The company Lafarge is convened on June 5, as a legal person for the purposes of the review in the context of the case of suspected terrorist financing in Syria in which eight of its executives are already sued, it was learnt on Thursday from the lawyer of the NGO Sherpa.
“The issue is whether the review will be extended to complicity in crimes against humanity, such as the application Sherpa,” said Mary Dosed to Reuters.
Sherpa and the european Centre for constitutional rights, and human (ECCHR) are at the origin of the opening in Paris of a judicial information.
Eight former managers and executives of Lafarge, including its ex-CEO, Bruno Lafont, have already been indicted for funding terrorism and endangering the lives of others.
The justice investigation into the conditions in which the cement French, absorbed in 2015, by the swiss Holcim to form the giant LafargeHolcim, has kept in operation its plant Jalabiya in 2013-2014 in a region of northern Syria under the control of the group islamic State (EI).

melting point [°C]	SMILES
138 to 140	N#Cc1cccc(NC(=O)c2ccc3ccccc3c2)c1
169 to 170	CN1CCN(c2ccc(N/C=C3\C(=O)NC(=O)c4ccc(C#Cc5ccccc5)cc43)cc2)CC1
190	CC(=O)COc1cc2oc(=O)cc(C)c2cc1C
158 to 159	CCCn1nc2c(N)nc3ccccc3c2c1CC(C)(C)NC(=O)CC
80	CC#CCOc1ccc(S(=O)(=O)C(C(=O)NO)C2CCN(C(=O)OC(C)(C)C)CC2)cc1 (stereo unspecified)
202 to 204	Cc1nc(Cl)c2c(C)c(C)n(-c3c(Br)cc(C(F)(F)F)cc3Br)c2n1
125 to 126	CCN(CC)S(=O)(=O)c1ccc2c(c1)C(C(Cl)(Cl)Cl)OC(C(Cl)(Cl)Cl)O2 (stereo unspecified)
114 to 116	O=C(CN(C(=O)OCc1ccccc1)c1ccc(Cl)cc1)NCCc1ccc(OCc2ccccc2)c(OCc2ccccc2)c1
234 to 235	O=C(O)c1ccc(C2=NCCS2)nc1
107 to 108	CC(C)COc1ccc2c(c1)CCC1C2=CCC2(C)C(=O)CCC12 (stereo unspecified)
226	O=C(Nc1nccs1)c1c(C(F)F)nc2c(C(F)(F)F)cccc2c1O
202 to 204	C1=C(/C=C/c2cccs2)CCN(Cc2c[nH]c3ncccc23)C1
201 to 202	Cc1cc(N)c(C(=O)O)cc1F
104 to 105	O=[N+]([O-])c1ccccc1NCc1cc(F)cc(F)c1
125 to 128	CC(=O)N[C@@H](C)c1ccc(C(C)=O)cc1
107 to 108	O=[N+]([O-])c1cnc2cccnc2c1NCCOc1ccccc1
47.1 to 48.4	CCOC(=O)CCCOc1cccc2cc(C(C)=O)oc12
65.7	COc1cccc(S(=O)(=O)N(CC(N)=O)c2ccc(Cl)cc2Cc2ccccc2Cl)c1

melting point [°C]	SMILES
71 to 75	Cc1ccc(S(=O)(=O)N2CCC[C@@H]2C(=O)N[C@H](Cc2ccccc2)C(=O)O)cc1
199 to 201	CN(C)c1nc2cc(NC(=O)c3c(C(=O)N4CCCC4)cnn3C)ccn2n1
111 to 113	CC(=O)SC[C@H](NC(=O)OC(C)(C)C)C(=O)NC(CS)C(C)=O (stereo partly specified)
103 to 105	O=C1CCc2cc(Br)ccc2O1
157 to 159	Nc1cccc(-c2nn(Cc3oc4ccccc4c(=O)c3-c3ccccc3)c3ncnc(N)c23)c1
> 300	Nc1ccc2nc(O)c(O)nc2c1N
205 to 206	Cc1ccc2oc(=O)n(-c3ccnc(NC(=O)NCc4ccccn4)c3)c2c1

She is especially interested in the payments made by Lafarge, through intermediaries, to armed organizations, including the AR, to enable the operation of the plant, the movement of workers and goods.
She is also interested in the possible purchase of raw materials to intermediate ones of these groups.
For the two NGOS, the cement is guilty of aiding and abetting crimes against humanity in now on up its activity at the expense of the safety of its employees and “by financing the EI to the tune of several million euros”.
“The Lafarge company and its leaders could not ignore the fact that they contributed to the crimes against humanity committed by the EI in Syria (…) but also in the rest of the world”, felt, and Sherpa, and the ECCHR on may 15, in a press release.
For these two NGOS, the assumption that these funds could also be used to finance terrorist attacks in Europe, including those of the November 13, 2015 in Paris, and on 22 march 2016 in Brussels, in particular, can not be ruled out.